Marathon bombing memorial grows, drawing visitors from near and far

Scott MacGregor (above) of Boston stopped to pray at the memorial set up in Copley Square. Rachel Vitale (left) of East Boston visited the site with her mother, Kim. “It’s an amazing show of unity,” said Kim Vitale.
Brianna Flynn (left) stopped to reflect at the ever-expanding Marthon memorial at Copley Square. (Suzanne Kreiter/Globe Staff)

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Kevin Brown sees the same faces again and again: Pilgrims come to Copley Square to pray, to light candles, to sing in English and in languages he doesn’t understand.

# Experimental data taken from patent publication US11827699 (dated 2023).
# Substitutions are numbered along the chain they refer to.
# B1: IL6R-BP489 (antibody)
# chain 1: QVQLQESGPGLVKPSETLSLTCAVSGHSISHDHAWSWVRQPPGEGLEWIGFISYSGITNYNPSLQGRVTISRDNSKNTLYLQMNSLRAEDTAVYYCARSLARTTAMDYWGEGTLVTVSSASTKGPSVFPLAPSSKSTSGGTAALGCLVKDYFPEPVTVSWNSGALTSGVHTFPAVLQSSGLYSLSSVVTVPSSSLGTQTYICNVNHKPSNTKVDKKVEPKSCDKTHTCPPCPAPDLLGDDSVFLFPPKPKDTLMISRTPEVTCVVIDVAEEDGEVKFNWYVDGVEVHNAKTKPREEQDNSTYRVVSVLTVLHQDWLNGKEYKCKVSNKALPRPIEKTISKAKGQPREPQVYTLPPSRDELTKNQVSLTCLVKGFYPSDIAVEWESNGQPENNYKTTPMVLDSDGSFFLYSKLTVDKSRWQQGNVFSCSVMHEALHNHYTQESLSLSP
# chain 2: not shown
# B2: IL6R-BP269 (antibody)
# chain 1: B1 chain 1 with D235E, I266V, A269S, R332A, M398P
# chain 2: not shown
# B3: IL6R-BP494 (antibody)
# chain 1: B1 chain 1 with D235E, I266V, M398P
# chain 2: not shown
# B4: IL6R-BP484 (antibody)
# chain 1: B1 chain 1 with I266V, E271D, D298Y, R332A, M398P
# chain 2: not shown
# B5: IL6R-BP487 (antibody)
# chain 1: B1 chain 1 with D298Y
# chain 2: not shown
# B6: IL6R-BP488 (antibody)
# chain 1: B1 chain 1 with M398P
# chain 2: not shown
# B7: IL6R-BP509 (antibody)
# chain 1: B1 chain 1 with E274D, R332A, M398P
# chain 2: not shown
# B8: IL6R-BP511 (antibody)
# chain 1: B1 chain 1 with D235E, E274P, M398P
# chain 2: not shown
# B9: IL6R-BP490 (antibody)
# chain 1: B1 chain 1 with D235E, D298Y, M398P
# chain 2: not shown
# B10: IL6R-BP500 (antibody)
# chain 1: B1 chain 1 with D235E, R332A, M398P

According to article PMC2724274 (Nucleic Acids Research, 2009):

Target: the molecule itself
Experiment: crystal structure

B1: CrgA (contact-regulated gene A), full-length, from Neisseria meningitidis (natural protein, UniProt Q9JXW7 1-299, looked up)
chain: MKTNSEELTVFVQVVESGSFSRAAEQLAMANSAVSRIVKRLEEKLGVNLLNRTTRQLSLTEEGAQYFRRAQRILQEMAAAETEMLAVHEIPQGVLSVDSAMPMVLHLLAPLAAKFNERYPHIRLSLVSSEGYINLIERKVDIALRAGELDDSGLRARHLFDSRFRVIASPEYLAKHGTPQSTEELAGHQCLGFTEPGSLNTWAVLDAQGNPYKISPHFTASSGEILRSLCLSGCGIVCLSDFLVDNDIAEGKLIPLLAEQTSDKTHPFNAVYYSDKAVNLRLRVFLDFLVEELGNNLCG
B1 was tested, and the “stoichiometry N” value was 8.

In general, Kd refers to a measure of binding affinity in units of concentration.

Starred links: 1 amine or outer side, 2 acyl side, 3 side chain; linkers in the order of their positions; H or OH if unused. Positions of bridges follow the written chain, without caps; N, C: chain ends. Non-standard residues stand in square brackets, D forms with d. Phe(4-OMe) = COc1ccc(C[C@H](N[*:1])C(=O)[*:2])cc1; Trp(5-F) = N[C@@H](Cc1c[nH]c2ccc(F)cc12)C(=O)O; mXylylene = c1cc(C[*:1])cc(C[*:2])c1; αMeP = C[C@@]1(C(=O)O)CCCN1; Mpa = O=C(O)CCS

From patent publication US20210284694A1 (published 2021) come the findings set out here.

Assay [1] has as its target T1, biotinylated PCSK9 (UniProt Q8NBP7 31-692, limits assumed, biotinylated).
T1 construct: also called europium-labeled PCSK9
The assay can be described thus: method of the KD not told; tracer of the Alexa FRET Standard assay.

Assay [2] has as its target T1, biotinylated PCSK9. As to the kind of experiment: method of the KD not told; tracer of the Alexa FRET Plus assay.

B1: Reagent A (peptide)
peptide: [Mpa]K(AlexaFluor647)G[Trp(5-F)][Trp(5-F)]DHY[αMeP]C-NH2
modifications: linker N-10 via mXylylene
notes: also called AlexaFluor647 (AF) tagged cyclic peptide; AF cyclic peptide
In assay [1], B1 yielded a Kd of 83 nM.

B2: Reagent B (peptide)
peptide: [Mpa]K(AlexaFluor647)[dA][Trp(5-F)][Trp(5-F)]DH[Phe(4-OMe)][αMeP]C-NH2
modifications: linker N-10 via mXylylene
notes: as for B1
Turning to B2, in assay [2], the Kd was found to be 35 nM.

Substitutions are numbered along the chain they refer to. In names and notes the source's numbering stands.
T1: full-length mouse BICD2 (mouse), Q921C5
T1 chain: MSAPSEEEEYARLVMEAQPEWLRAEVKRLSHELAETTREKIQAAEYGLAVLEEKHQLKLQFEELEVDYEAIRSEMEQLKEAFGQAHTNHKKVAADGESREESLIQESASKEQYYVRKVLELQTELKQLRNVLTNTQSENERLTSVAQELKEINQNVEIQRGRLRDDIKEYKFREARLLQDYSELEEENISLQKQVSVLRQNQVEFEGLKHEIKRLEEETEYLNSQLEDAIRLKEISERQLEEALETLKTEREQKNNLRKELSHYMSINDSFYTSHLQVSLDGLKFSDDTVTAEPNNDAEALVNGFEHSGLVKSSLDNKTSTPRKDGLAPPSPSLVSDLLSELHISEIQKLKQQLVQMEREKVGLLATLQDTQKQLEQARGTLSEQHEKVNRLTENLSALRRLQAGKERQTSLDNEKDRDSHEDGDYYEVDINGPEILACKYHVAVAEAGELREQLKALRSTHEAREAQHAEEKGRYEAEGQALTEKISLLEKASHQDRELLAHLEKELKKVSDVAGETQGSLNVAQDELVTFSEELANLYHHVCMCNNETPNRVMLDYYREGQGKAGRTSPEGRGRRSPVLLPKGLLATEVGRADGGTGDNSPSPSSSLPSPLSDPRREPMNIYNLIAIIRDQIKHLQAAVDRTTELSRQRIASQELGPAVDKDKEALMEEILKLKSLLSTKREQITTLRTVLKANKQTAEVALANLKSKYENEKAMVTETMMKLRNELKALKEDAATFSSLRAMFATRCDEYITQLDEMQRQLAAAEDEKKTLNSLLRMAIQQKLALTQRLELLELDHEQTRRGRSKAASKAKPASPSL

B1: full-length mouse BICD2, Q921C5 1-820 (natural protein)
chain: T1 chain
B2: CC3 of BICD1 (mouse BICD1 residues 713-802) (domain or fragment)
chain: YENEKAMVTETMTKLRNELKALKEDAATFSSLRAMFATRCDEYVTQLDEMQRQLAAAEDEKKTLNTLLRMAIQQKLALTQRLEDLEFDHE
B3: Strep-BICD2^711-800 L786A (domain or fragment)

Brown, 59, has tended the Marathon bombing memorial since Boylston Street reopened last week, and even as he meets hundreds of new visitors every day, he takes special comfort in shaking hands and sharing a few words with a returning cast of mourners who come regularly to pay their respects. “I never thought it would be as big as it is, and it’s still growing,” he said

While city officials say it is still too soon to talk about plans for a permanent memorial, the temporary location showed no signs of fading.

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